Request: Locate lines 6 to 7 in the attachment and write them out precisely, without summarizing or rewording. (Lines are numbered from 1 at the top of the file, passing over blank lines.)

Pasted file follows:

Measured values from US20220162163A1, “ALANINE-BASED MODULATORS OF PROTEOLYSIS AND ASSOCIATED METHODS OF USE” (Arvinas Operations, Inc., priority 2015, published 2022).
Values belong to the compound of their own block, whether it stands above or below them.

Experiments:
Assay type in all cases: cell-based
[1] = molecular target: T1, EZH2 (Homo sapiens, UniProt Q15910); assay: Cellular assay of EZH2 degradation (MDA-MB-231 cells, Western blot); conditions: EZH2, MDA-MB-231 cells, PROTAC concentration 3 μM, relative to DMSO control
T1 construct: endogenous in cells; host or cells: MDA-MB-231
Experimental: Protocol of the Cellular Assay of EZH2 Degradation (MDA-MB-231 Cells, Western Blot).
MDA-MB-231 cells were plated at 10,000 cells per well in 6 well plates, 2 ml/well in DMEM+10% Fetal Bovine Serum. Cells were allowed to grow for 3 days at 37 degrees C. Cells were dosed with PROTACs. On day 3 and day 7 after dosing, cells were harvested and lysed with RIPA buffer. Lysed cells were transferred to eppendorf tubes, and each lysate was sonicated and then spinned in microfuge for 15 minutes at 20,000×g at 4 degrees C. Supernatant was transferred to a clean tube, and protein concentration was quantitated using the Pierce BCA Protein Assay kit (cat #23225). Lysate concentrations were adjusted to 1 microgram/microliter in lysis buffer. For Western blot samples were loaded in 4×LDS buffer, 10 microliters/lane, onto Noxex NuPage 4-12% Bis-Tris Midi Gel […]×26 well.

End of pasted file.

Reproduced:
T1 construct: endogenous in cells; host or cells: MDA-MB-231
Experimental: Protocol of the Cellular Assay of EZH2 Degradation (MDA-MB-231 Cells, Western Blot).